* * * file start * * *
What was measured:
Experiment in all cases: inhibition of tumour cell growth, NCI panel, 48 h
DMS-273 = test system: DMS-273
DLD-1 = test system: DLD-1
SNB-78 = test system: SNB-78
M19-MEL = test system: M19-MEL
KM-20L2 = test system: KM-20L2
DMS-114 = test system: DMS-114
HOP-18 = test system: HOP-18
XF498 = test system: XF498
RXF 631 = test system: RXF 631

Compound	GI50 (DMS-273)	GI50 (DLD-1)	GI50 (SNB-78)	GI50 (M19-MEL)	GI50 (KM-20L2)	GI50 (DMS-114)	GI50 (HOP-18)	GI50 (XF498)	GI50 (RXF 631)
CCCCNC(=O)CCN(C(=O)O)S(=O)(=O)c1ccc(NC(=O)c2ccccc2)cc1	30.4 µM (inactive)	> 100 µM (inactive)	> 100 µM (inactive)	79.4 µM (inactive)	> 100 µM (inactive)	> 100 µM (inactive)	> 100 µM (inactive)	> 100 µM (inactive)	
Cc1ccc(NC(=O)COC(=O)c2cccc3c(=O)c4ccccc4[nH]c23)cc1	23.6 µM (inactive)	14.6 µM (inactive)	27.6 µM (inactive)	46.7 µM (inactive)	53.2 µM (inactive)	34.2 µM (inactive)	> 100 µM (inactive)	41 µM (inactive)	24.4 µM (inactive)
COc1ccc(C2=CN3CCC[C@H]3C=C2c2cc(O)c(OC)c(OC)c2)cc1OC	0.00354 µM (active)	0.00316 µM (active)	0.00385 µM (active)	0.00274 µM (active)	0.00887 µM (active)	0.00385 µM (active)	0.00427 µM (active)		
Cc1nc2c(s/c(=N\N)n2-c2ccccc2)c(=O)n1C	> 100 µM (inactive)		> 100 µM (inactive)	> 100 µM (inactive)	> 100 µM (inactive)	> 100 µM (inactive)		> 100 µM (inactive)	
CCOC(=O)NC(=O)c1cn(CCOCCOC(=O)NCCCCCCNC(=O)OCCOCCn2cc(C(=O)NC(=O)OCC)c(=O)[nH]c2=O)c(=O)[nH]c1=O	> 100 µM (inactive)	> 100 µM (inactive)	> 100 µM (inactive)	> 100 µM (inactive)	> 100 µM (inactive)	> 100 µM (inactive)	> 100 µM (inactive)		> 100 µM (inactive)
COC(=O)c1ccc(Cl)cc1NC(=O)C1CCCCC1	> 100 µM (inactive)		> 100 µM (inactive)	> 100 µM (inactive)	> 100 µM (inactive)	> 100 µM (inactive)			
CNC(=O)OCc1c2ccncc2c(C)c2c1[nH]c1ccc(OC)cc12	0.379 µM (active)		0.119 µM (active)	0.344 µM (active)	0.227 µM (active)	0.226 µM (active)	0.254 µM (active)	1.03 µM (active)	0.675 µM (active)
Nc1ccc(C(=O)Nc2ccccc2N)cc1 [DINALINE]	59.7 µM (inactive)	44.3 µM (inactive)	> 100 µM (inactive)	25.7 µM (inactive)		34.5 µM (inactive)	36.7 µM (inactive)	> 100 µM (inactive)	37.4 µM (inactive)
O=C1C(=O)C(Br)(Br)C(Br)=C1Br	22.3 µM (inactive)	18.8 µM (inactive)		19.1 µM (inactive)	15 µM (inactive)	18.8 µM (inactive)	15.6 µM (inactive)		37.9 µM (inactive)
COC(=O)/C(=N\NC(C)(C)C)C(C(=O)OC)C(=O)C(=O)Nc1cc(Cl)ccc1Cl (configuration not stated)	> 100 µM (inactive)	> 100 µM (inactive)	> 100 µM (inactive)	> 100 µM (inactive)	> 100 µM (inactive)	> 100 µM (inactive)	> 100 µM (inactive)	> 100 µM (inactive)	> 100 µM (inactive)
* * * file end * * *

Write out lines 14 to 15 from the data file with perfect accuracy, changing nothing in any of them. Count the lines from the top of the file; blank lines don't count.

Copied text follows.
Cc1ccc(NC(=O)COC(=O)c2cccc3c(=O)c4ccccc4[nH]c23)cc1	23.6 µM (inactive)	14.6 µM (inactive)	27.6 µM (inactive)	46.7 µM (inactive)	53.2 µM (inactive)	34.2 µM (inactive)	> 100 µM (inactive)	41 µM (inactive)	24.4 µM (inactive)
COc1ccc(C2=CN3CCC[C@H]3C=C2c2cc(O)c(OC)c(OC)c2)cc1OC	0.00354 µM (active)	0.00316 µM (active)	0.00385 µM (active)	0.00274 µM (active)	0.00887 µM (active)	0.00385 µM (active)	0.00427 µM (active)		